Itragedy In Daytona:/Ibrearnhardt Dies In Crash

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DAYTONA BEACH, Fla. -- Seven-time Winston Cup champion Dale Earnhardt died Sunday in a violent accident during the final lap of the Daytona 500.

Earnhardt hit the wall nearly head-on and was unconscious when he was cut out of his car and rushed to nearby Halifax Medical Hospital, where he was pronounced dead at 5:16 p.m. (ET). He was 49.

"NASCAR has lost its greatest driver ever," said NASCAR Chairman Bill France in a written statement.

The speedway's emergency medical services director, Steve Bohannon, announced Earnhardt's death during a 7 p.m. (ET) press conference at the speedway, just a few hours after a car he owned - driven by Michael Waltrip - won the Daytona 500. Earnhardt's son, Dale Earnhardt Jr., finished second in the event.

"I was on one of the ambulances that responded to the accident," Bohannon said. "When I arrived there were a number of paramedics tending to him. There was a paramedic in through the passenger window applying oxygen by a mask.

"Dr. Alfred Alson, who is a trauma surgeon, was in through the driver's window and was delivering CPR. There was another paramedic in the window maintaining the C-spine, holding the head."

It took the safety crew about 10 minutes to remove the roof of Earnhardt's car, and once removed, he was immediately transported to Halifax. Transport time was about two minutes.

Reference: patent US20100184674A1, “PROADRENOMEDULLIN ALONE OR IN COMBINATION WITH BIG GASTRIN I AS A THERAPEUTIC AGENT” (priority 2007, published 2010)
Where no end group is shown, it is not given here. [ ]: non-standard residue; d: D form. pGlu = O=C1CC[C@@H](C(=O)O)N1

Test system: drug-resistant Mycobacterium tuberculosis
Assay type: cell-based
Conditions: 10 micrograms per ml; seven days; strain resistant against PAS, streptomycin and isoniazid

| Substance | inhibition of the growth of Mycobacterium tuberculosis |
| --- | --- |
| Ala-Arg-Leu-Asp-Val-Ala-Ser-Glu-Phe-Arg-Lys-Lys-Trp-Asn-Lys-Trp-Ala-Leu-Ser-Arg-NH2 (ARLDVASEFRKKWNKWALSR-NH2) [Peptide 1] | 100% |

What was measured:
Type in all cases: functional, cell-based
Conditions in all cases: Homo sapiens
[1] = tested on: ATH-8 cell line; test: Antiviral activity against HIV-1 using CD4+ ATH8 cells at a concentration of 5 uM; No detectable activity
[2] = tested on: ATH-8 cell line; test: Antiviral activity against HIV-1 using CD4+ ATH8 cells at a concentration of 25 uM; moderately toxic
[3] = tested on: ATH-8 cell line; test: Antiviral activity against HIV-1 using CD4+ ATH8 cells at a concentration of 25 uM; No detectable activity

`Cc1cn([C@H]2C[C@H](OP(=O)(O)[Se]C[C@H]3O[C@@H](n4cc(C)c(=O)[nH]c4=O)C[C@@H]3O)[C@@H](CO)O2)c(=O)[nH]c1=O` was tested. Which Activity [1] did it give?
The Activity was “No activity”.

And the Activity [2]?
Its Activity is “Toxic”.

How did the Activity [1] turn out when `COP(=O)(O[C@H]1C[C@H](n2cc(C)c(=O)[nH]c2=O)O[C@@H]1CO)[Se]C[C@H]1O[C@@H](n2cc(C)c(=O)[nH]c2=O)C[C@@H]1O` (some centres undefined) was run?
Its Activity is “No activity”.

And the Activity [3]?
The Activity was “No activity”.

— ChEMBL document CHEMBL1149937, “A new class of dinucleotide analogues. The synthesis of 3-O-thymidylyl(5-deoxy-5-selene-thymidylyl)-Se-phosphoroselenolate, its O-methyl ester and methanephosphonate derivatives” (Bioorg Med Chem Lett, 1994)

"There was a full trauma team there to meet him," Bohannon said. "We all did everything we could for him... but he had what I feel were life-ending type injuries at the time of impact. Really nothing could be done for him."

Bohannon said a full trauma resuscitation team worked on Earnhardt for more than 20 minutes before he was placed on a ventilator and then pronounced dead. Bohannon says Earnhardt never showed any signs of life and speculated "head injuries, particularly at the base of the skull, ended his life."

The accident that ended Earnhardt's life started as he battled for position heading into the final turn of the race. Earnhardt made contact with Sterling Marlin's car, his famous No. 3 shot up the track and straight into the wall, and then was hit again by the car of Ken Schrader.

"No matter where it happens, how it happens or even how prepared you think you might be for it, losing somebody close to you hurts," said Kyle Petty, whose son Adam was killed in a racing accident last season at New Hampshire International Speedway. "My heart just breaks for his wife Teresa and the family."

Earnhardt's death is the fourth in NASCAR's top three series - Winston Cup, Busch Series and Truck Series - in less than a year.

Drivers have had great concerns for their safety since the deaths of drivers Tony Roper, Kenny Irwin and Petty, and many are now in favor of using a head-and-neck restraint - called the HANS device.

"I really don't know if that (the HANS device) would have saved his life or not," said Bohannon. "I know a full-face helmet would not have made any difference whatsoever. He had no evidence of facial injuries."

"I don’t know what to say," said driver Jeremy Mayfield. "This is incredible, just incredible. I think everybody is just in shock right now.

"I didn’t see much of what happened up there (in the fourth turn). After the race was over, I heard things didn’t look very good but, man, Earnhardt. You figure he’ll bounce right back. Your first thought is, hey, he’ll probably come back next week at Rockingham and beat us all."

Earnhardt is survived by his wife Teresa, sons Dale Jr. and Kerry, and daughters Kelly and Taylor Nicole.

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